How to Raise Assertive Kids Who Can Stand Up for Themselves {Without Being Rude}

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Little eyes are always watching, little ears are always listening.

My four girls recently had a front row seat to how well (or as it turns out not well) I stand up for myself.

Our car was recently rear ended in our local library’s parking lot. Thankfully no injuries but about a $1,000 worth of damage to the back end of my car.

The first words out of the other driver’s mouth? Not, are you okay. Or, sorry I backed into your PARKED car.

Nope. In a not-so-nice tone told me he was going to call the police and file a report in case “you change your story later and deny hitting my car.”

Newton’s First Law. “An object at rest stays at rest…unless acted upon by an unbalanced force.” The “unbalanced force” in this case being you Sir.

I answered back with a quick “no, my car was parked, you hit me” and moved onto exchanging information and taking photos of both cars, planning on taking it up later with his insurance company.

My assertive eldest daughter, never shy with an opinion and not one to EVER let something go, laid into me.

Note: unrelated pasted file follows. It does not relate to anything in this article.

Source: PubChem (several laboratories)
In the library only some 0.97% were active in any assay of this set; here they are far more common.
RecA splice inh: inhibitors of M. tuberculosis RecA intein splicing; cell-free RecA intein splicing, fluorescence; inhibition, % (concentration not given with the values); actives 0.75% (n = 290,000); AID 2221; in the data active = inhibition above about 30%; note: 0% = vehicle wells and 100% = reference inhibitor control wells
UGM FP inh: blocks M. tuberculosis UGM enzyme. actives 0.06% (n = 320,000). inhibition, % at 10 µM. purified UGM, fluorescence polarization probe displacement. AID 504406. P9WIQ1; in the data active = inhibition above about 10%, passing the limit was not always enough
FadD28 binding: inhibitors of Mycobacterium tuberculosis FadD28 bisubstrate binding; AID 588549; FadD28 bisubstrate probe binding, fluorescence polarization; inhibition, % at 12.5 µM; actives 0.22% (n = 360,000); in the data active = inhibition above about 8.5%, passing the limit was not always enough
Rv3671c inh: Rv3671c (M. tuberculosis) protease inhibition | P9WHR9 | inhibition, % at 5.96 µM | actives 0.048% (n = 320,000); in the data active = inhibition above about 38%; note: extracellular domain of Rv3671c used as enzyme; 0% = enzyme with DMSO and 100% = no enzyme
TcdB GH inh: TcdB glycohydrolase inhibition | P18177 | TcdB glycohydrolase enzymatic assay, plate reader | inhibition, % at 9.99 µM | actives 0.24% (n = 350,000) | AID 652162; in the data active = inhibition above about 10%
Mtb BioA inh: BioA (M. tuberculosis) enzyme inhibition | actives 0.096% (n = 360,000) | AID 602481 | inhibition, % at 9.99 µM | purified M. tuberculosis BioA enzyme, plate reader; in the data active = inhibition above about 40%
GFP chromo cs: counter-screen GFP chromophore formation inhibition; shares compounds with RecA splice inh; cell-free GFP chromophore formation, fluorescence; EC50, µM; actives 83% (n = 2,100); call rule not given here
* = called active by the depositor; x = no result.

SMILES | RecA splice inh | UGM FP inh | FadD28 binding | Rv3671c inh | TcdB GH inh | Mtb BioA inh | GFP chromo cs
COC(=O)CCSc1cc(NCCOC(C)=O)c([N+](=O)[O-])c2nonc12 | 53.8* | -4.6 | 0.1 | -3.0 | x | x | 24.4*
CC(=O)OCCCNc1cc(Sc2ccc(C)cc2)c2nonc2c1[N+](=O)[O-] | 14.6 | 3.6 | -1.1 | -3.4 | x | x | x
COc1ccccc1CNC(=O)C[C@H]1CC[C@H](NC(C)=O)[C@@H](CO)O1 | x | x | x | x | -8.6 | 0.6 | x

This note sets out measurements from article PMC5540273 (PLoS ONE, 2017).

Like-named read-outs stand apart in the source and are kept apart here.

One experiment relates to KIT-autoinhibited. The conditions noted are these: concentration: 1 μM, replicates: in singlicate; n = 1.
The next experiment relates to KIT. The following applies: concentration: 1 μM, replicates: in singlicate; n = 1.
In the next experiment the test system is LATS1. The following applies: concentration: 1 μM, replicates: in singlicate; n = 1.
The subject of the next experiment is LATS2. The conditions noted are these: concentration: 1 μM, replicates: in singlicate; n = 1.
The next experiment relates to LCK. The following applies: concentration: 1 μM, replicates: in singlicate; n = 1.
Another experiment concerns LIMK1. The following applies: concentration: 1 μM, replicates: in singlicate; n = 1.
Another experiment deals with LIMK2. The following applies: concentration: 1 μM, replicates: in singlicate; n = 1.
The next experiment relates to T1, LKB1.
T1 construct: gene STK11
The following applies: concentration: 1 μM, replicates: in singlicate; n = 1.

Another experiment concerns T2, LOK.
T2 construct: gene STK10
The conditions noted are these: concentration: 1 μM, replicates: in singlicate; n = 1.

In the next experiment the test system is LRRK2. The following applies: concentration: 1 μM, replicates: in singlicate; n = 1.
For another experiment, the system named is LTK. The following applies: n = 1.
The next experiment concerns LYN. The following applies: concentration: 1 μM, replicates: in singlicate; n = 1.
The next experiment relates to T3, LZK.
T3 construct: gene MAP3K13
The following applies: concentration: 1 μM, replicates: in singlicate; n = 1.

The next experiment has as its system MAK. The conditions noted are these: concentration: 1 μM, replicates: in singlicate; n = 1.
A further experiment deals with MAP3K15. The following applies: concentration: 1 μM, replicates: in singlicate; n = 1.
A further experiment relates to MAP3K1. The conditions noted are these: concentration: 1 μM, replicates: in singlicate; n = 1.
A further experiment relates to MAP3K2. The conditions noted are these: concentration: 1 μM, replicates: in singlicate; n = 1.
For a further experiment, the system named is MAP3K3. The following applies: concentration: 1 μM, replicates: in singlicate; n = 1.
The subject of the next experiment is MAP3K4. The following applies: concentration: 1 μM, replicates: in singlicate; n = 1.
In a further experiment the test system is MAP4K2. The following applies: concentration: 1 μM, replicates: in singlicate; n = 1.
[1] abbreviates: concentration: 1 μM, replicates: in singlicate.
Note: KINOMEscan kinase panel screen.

“Mom, why didn’t you let that guy have it? He hit us. You just let him off. I would have yelled at him.” And on, and on, and on.

Her 3 passive sisters? Happy we were driving away from a confrontation.

I have 3 passive kids who sometimes, like their mom, have trouble standing up for themselves, and 1 assertive kid who sometimes crosses the line into being rude.

How do I balance these kids out? How do you raise kids that are assertive enough to stand up for themselves without being rude?

Practice makes perfect

If your kid is nervous about speaking up, role play with them to make them feel more comfortable when the real situation arises. Have your child practice standing up for herself at home. Encourage friendly debates at home, letting your child know that her opinion counts, even if mom or dad (or sister) doesn’t agree with them.

Also, always encourage your child to ask for what she wants or needs and when she needs to speak to adults, let her take the lead (and only add your thoughts when absolutely necessary). Don’t order for your child in a restaurant; let her tell the server what she would like to eat. Let your child be the one answering the pediatrician’s questions when she is sick.

What do you do if you don’t like how your child is asking for something she wants? When this happens in my house, it usually involves electronics and someone who isn’t content to wait her turn (or relinquish control to a sister). My go-to prompt is “how else you could ask for that” or “how would you like your sister to talk to you.” That’s their cue that they have stepped out of line.

Teach your kids how to speak up for themselves the right way